The flagging of flag days
In the 5 June edition of the Richmond & Twickenham Home Journal, a little war fatigue and some historic chugging:
“The Flagging of Flag Days
The accumulated wisdom of the race unanimously declares that you can have too much of a good thing, and many of our readers consider that Flag Day is one of the good things which has already been worn threadbare. We confess we do not agree with them. So long as the object for which our pennies is extracted from us is a worthy one there is nothing much to grumble about. TO have a pretty little flag pinned on your coat by a condescending Miss who may be a duchess in disguise and would scorn to look at you in normal times, and to go decorated for the rest of the day, proclaiming your patriotism and generosity to the whole world – surely this is cheap for a copper. True, the movement has been exploited by a few designing damsels on the make; but what philanthropic effort is there which could escape their attention? We don’t cease to wage war because the pirates and profiteers who control our ships are making millions out of us. Need we shut down our flag days because one or two rattling boxes are carried by Sapphira?”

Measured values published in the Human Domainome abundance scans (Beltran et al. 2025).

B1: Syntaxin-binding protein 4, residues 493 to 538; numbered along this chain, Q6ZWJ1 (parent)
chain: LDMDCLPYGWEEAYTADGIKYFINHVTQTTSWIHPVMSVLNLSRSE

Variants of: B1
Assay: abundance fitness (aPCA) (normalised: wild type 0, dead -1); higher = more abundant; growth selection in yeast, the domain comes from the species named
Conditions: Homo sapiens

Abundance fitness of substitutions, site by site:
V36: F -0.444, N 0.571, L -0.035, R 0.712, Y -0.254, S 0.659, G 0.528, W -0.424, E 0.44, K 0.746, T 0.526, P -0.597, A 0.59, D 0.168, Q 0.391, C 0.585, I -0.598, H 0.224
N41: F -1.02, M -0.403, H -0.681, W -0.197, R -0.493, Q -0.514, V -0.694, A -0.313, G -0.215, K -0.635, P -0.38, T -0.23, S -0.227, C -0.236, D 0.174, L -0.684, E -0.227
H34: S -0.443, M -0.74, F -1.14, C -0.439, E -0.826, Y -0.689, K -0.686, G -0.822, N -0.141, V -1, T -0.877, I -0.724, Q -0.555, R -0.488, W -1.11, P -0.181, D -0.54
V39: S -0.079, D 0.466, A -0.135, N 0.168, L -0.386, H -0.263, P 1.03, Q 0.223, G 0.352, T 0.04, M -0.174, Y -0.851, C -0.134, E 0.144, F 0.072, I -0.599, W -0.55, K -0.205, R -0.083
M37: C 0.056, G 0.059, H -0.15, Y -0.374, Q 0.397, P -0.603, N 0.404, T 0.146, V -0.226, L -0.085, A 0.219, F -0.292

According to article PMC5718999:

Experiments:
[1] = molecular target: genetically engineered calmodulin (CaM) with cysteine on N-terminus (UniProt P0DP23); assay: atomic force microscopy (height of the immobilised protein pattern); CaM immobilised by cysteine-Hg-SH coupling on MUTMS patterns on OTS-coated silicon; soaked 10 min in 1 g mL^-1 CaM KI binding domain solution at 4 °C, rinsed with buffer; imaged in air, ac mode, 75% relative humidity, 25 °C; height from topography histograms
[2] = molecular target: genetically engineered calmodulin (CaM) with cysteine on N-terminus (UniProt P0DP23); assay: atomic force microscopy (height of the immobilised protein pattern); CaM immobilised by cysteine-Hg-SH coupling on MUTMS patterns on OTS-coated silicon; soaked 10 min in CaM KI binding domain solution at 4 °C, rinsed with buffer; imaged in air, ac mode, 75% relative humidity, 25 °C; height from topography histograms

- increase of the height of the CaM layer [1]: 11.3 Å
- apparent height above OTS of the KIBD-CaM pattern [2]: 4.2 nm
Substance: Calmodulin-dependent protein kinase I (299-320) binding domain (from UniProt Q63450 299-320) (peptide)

Flag Days were a common fund raising practice at the start of the 20th century. ‘Sapphira’ refers to a Bible story about an early Christian husband and wife who sold their land to donate the money to the Church, but kept some of the money for themselves. Readers in 1916 would have been familiar with the reference.